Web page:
Opposite the Central Bank building, Reuters photographer Anurudha Lokkuha-puarachchi grabbed his camera bag and dashed to the lift. Since the lift was held up he took the stairs to come two floors down. That was when he heard a massive explosion. He also heard the lift crashing down to the basement. The Liberation Tigers of Tamil Eelam (LTTE) had bombed the heart of the country's business centre.
The initial attack was a diversion for the bomb blast. While the gunmen kept the bank and security personnel at bay, a lorry packed with explosives tried to ram into the Central Bank building but was stopped by the crash barrier put in place for just such an eventuality. The driver ignited the bomb which destroyed seven multistoreyed offices, setting fire to five of them. The main lobby of the Central Bank took the full blast of the explosion. Eighteen of the 20-member staff in the bank's library next to the lobby were killed instantaneously. Hundreds were injured and dozens buried in the debris. The explosion took its toll on surrounding buildings as well. Forty-eight hours after the explosion,74 were killed and at least 1400 people injured, 150 critically. The LTTE had timed the attack to cause maximum damage.
For weeks, intelligence agencies had been warning of a possible rebel attack on the city but when it came, the sheer intensity of it took everyone by surprise.
The attack had been planned meticulously. The explosives-packed lorry arrived in Colombo on January 30 from the northern town of Vavuniya. The ammunition was hidden under paddy husk. Three youths, two of them from the rebel stronghold of Jaffna, and the driver, who was the suicide bomber, came from the northern mainland town of Kilinochchi. Hours after the blast, an alert civilian became suspicious of two men walking briskly towards the central railway station a mile away from the explosion. They turned out to be the two gunmen at the blast site. Soon after their arrest, the police pieced together the sequence of events from their confessions.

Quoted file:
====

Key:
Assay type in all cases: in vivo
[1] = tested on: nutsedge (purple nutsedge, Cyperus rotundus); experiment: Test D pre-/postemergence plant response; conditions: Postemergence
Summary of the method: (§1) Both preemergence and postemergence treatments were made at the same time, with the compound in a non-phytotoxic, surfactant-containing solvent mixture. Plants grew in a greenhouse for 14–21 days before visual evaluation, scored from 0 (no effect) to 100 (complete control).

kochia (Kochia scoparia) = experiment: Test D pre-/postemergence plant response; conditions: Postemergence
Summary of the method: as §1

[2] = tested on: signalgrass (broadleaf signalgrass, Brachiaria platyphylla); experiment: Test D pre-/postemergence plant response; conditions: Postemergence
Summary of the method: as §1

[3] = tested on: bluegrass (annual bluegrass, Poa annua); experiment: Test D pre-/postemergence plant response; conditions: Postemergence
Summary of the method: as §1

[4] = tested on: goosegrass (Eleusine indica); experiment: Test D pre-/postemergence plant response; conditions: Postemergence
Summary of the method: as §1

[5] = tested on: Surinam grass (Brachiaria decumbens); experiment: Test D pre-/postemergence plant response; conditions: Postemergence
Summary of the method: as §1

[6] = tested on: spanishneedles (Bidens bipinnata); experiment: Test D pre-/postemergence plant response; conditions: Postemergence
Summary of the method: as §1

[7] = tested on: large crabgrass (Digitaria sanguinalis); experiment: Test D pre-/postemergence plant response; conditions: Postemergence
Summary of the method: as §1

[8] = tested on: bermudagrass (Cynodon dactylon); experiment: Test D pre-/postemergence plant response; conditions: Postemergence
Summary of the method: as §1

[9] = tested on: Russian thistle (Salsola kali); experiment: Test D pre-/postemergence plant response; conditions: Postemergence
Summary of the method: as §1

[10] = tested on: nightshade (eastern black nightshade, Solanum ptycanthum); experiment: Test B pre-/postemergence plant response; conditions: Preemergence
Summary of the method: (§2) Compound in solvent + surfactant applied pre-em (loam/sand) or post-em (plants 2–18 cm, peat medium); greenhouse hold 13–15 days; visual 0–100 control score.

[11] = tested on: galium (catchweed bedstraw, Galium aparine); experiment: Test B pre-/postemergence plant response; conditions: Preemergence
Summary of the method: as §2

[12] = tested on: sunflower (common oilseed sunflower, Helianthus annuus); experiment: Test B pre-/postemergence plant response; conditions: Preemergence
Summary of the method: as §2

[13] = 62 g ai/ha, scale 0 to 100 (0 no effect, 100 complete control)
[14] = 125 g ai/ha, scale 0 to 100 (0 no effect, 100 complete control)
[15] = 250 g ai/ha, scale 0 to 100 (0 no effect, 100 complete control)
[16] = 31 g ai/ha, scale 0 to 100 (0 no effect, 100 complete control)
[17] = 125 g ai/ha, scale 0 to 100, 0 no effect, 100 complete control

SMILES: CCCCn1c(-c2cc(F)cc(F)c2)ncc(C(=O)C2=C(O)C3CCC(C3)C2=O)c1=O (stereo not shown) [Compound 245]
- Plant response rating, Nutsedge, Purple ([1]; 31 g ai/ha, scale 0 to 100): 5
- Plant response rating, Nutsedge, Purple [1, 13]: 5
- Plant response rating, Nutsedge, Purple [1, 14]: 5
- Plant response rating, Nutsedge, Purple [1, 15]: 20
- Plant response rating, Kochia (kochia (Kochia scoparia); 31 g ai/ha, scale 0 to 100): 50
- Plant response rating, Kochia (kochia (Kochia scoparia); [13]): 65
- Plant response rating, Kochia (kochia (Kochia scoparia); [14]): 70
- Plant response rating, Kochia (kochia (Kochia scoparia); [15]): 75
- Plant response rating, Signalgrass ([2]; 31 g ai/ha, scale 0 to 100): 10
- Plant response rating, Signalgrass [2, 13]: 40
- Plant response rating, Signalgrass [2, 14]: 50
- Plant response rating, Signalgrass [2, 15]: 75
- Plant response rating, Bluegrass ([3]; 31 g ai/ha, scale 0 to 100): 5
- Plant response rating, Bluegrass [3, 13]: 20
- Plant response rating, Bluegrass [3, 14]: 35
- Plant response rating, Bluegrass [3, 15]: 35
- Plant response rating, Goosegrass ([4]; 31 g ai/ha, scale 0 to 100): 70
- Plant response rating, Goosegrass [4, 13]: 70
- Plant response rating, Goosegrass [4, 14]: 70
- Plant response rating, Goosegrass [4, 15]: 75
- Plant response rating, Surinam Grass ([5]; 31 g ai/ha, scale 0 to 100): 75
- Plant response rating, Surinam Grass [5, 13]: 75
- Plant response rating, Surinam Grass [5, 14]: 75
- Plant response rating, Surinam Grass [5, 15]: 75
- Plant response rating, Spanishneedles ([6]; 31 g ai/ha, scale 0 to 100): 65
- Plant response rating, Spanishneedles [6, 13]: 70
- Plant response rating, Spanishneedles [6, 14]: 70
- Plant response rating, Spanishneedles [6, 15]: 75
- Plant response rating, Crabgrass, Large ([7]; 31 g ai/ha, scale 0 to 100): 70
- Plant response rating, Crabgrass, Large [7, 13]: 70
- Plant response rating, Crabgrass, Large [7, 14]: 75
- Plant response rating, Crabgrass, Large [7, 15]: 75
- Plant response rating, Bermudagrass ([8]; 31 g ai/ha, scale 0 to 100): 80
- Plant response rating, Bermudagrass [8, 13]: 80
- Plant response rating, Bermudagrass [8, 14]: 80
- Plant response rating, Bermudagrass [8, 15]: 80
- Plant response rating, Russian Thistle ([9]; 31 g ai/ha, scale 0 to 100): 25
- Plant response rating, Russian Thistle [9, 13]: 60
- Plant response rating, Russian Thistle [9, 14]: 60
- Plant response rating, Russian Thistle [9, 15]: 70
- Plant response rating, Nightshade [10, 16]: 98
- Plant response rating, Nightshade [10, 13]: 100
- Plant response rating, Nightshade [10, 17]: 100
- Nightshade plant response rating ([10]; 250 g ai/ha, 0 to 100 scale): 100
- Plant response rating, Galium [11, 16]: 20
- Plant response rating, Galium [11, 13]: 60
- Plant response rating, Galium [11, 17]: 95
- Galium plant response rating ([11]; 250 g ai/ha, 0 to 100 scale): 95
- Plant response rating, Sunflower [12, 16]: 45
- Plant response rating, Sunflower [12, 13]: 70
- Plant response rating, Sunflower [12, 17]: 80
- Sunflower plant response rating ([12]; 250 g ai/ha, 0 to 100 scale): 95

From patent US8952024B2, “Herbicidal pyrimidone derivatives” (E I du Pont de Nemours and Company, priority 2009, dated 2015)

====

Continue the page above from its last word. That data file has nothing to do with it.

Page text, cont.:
As the security forces began clearing the debris to search for the bodies, the destruction of the nerve centre of the banking system sent shock waves through the business community. The Central Bank Governor A.S. Jayawardene, who escaped the blast, moved quickly to restore confidence. The bank's headquarters was shifted to its training centre on the outskirts of Colombo. After a series of meetings with top private and public bank executives, the governor hurriedly convened a news conference to announce that "operations of the bank would be brought back to normal within a week".
"I have discussed relevant issues with the banks. There is no immediate liquidity crisis. The Central Bank has currency stored in vaults of the two state banks. The two state banks also have large reserves," the governor said. The Central Bank clears about 150,000 cheques a day, totalling Rs 5 billion. The governor's statement notwithstanding, the blast at the bank will have long-term repercussions on the economy. As a foreign investment adviser put it, "The attack will obviously have a negative impact on foreign investment which is crucial for the government's privatisation plan." Not to talk of the effect it would have on the impending World Cup as Australia threatened to pull out of the matches in Sri Lanka.